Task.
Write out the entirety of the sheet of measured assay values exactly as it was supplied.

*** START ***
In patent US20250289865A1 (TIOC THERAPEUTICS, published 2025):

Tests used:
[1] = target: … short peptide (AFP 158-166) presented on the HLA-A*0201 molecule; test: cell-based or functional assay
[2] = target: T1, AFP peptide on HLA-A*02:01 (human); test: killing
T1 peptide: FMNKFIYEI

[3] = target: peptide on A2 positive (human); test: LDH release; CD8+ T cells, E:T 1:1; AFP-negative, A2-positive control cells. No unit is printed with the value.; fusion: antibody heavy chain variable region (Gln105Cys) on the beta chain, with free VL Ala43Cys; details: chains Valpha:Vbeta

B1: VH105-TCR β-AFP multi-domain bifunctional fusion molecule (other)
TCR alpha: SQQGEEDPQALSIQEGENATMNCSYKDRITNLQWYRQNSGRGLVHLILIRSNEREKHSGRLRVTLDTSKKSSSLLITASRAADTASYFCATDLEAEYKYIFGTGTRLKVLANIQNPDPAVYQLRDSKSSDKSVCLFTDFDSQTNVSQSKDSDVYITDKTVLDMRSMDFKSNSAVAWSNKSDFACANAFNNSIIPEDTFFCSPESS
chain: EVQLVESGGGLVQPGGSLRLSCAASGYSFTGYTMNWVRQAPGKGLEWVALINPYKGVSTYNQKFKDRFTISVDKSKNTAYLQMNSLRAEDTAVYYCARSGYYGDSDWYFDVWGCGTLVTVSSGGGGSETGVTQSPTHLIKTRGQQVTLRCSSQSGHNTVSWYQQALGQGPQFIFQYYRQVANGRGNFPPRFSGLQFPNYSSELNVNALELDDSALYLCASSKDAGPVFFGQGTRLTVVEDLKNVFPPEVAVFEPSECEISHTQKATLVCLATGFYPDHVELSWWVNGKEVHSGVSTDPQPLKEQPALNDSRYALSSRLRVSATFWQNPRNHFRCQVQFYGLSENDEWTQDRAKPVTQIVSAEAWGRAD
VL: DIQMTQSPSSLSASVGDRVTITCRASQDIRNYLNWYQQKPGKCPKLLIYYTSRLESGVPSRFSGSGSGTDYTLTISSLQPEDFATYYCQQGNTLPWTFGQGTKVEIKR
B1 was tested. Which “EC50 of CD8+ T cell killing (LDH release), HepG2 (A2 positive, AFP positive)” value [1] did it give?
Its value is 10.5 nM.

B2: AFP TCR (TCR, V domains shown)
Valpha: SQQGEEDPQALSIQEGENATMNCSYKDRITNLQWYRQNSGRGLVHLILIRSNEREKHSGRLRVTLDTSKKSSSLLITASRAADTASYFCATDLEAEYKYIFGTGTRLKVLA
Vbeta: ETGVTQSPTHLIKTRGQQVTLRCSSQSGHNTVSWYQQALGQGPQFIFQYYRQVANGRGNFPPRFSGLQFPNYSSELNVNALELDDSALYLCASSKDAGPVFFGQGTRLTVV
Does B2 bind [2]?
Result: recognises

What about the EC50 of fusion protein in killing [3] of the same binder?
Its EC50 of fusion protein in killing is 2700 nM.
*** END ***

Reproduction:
In patent US20250289865A1 (TIOC THERAPEUTICS, published 2025):

Tests used:
[1] = target: … short peptide (AFP 158-166) presented on the HLA-A*0201 molecule; test: cell-based or functional assay
[2] = target: T1, AFP peptide on HLA-A*02:01 (human); test: killing
T1 peptide: FMNKFIYEI

[3] = target: peptide on A2 positive (human); test: LDH release; CD8+ T cells, E:T 1:1; AFP-negative, A2-positive control cells. No unit is printed with the value.; fusion: antibody heavy chain variable region (Gln105Cys) on the beta chain, with free VL Ala43Cys; details: chains Valpha:Vbeta

B1: VH105-TCR β-AFP multi-domain bifunctional fusion molecule (other)
TCR alpha: SQQGEEDPQALSIQEGENATMNCSYKDRITNLQWYRQNSGRGLVHLILIRSNEREKHSGRLRVTLDTSKKSSSLLITASRAADTASYFCATDLEAEYKYIFGTGTRLKVLANIQNPDPAVYQLRDSKSSDKSVCLFTDFDSQTNVSQSKDSDVYITDKTVLDMRSMDFKSNSAVAWSNKSDFACANAFNNSIIPEDTFFCSPESS
chain: EVQLVESGGGLVQPGGSLRLSCAASGYSFTGYTMNWVRQAPGKGLEWVALINPYKGVSTYNQKFKDRFTISVDKSKNTAYLQMNSLRAEDTAVYYCARSGYYGDSDWYFDVWGCGTLVTVSSGGGGSETGVTQSPTHLIKTRGQQVTLRCSSQSGHNTVSWYQQALGQGPQFIFQYYRQVANGRGNFPPRFSGLQFPNYSSELNVNALELDDSALYLCASSKDAGPVFFGQGTRLTVVEDLKNVFPPEVAVFEPSECEISHTQKATLVCLATGFYPDHVELSWWVNGKEVHSGVSTDPQPLKEQPALNDSRYALSSRLRVSATFWQNPRNHFRCQVQFYGLSENDEWTQDRAKPVTQIVSAEAWGRAD
VL: DIQMTQSPSSLSASVGDRVTITCRASQDIRNYLNWYQQKPGKCPKLLIYYTSRLESGVPSRFSGSGSGTDYTLTISSLQPEDFATYYCQQGNTLPWTFGQGTKVEIKR
B1 was tested. Which “EC50 of CD8+ T cell killing (LDH release), HepG2 (A2 positive, AFP positive)” value [1] did it give?
Its value is 10.5 nM.

B2: AFP TCR (TCR, V domains shown)
Valpha: SQQGEEDPQALSIQEGENATMNCSYKDRITNLQWYRQNSGRGLVHLILIRSNEREKHSGRLRVTLDTSKKSSSLLITASRAADTASYFCATDLEAEYKYIFGTGTRLKVLA
Vbeta: ETGVTQSPTHLIKTRGQQVTLRCSSQSGHNTVSWYQQALGQGPQFIFQYYRQVANGRGNFPPRFSGLQFPNYSSELNVNALELDDSALYLCASSKDAGPVFFGQGTRLTVV
Does B2 bind [2]?
Result: recognises

What about the EC50 of fusion protein in killing [3] of the same binder?
Its EC50 of fusion protein in killing is 2700 nM.